Meara Quoted in Law360 About Proposed USPTO Rule on Evidence

29 May 2020 Law360 News

Partner Joseph Meara was quoted in the Law360 article, “IP Owners Approach USPTO Evidence Proposal With Caution,” about how patent owners may be able to harness a recent rule proposed by the U.S. Patent and Trademark Office to get America Invents Act challenges thrown out early. But the rule change could hurt patentees in the long run.

The USPTO's proposal would stop giving patent challengers the benefit of the doubt when expert testimony submitted by the owner contradicts the petition. If it becomes law, attorneys say patent owners would be given more power to fight petitions at the Patent Trial and Appeal Board, but they have to be prepared for potentially devastating blowback if the challenge does get instituted.

The issue at hand is which party the PTAB should believe when testimonial evidence submitted with a patent owner's preliminary response creates a genuine issue of material fact. Since 2016, the board has presumed the petitioner is in the right, at least when deciding whether to institute review. The USPTO now wants the board to view the testimonial evidence along with the totality of the evidence. Many attorneys believe this is part of a larger trend of USPTO Director Andrei Iancu trying to be more friendly toward patent owners, such as by allowing more discretionary denials of petitions, attempting to make amending patents easier and narrowing the claim construction standard.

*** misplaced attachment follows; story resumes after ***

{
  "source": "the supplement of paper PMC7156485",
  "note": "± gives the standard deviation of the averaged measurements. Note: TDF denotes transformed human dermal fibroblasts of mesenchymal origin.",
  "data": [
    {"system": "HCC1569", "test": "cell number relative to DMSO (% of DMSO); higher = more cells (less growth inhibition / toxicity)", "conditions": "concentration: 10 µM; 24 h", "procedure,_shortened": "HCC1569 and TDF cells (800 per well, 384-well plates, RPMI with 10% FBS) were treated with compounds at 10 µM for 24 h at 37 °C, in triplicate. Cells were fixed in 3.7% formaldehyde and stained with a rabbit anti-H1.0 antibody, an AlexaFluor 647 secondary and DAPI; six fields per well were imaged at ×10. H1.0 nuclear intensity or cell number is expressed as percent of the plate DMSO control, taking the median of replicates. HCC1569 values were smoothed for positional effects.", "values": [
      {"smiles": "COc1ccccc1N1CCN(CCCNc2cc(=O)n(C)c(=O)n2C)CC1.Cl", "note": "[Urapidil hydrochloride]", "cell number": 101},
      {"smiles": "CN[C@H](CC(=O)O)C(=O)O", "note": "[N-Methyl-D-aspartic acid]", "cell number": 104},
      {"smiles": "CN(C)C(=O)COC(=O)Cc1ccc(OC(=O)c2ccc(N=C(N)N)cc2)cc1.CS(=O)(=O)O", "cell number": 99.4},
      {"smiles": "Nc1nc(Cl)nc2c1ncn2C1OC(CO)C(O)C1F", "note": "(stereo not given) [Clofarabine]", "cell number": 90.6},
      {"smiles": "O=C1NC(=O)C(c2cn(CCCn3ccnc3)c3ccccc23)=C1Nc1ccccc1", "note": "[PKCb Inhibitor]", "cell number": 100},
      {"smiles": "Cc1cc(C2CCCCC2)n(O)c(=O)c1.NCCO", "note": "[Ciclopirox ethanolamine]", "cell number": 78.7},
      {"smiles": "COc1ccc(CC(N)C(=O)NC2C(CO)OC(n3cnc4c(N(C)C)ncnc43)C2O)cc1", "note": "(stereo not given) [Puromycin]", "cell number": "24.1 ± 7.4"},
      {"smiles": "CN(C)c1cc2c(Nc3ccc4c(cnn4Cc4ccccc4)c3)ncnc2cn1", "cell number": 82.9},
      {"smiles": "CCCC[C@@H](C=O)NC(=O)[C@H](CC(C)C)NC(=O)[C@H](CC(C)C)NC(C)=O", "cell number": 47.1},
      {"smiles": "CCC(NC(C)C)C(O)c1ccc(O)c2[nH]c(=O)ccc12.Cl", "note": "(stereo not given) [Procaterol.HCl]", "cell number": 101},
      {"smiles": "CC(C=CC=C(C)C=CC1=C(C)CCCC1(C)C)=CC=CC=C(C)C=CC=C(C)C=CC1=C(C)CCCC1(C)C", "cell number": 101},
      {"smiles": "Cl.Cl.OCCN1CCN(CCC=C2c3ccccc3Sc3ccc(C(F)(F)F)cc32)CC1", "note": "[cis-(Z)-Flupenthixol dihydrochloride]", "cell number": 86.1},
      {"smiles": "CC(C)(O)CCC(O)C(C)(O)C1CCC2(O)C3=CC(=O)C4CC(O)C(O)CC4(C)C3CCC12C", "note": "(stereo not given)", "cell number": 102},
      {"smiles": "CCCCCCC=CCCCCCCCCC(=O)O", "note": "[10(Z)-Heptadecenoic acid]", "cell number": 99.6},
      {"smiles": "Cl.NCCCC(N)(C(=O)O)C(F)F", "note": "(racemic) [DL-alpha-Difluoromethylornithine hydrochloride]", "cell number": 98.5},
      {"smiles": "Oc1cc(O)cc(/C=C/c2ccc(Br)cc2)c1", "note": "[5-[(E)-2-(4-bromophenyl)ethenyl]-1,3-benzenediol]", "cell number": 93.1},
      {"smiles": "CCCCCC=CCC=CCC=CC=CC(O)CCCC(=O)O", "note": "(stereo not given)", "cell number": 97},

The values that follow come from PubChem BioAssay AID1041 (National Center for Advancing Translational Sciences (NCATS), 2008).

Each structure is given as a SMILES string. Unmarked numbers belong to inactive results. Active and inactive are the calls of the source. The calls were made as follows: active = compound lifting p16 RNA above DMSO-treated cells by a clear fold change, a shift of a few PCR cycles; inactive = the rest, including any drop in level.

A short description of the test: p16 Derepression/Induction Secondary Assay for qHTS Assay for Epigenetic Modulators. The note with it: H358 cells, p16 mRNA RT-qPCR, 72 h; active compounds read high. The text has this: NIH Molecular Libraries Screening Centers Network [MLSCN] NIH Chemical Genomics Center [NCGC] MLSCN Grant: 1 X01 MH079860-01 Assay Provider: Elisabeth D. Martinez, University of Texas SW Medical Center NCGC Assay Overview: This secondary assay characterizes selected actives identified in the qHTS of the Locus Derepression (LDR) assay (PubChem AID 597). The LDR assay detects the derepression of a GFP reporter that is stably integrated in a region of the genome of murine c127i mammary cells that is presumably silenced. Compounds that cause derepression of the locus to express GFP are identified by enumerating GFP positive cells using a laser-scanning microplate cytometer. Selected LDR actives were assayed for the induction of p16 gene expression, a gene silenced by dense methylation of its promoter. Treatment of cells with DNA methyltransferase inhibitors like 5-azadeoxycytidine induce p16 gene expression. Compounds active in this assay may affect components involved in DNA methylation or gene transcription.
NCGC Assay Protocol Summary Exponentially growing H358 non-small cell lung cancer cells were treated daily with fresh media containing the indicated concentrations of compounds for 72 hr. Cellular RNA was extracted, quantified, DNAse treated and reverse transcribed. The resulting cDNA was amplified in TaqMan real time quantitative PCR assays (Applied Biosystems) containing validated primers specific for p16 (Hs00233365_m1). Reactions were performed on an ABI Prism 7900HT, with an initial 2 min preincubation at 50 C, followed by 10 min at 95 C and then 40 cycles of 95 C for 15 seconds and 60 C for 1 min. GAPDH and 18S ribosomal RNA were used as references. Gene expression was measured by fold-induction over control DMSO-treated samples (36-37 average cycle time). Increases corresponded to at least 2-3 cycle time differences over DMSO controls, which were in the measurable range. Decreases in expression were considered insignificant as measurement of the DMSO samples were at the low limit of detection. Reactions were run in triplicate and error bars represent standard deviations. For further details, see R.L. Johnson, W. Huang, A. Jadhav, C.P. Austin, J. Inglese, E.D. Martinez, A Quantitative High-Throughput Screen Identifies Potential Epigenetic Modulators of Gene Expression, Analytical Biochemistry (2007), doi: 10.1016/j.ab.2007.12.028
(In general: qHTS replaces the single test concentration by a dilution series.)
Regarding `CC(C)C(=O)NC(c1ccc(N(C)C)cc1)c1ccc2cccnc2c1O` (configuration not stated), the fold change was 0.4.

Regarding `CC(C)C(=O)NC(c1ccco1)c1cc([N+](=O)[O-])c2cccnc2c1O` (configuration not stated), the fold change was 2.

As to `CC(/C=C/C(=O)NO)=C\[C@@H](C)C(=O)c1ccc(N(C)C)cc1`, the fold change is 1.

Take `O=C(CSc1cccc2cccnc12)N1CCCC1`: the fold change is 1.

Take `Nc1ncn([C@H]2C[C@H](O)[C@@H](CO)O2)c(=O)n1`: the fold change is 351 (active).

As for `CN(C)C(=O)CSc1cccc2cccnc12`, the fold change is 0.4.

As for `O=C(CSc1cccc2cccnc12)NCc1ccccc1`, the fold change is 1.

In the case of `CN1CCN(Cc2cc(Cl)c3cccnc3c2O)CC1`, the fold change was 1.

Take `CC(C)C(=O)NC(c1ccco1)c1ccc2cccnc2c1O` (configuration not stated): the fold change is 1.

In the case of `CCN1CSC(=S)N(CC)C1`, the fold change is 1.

"The standards have been tightening on petitioners," said Meara. "One could view this as just one more small change seeking to either balance the playing field or tilting it away from the petitioner, depending on your point of view."

The USPTO tied this presumption concern to proceedings in Hulu LLC v. Sound View Innovations LLC, where the Precedential Opinion Panel held that in order for printed publications like textbooks to be used to challenge patents, the challenger must present specific evidence that the publication was available to the public.

"What Hulu did is make the Patent Office realize there were some ramifications here that they hadn't really considered," Meara said. "They got arguments in Hulu that this presumption not only means petitioners should be favored [over whether something is a printed publication], but more generally, the presumption meant that institution should be favored. [The POP] tried to nail that into the ground so to speak, and basically said there's no presumption for institution."

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